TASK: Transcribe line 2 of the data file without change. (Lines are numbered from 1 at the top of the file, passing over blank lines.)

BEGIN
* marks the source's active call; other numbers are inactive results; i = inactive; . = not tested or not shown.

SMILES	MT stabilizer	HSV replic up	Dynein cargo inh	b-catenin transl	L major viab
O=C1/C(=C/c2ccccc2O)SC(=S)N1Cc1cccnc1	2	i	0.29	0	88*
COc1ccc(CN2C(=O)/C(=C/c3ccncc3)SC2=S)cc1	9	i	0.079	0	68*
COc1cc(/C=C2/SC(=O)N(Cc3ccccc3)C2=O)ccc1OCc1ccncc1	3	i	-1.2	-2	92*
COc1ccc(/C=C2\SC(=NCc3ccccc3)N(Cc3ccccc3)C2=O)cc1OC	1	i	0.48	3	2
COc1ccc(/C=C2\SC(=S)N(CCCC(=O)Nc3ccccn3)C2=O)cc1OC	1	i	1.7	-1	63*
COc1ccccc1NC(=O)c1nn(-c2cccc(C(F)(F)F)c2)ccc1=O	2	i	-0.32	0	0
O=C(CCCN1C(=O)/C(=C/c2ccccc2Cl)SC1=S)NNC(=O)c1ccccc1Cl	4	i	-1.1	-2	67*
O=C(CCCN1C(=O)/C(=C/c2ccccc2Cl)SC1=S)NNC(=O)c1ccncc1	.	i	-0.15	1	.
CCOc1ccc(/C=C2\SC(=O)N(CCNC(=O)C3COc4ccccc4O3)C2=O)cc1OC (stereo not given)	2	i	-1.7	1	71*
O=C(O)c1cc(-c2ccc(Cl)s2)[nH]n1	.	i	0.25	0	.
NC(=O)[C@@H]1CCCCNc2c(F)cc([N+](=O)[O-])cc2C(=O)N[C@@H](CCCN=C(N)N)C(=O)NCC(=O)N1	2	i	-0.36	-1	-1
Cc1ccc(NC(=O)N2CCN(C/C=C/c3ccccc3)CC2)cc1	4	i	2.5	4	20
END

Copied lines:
SMILES	MT stabilizer	HSV replic up	Dynein cargo inh	b-catenin transl	L major viab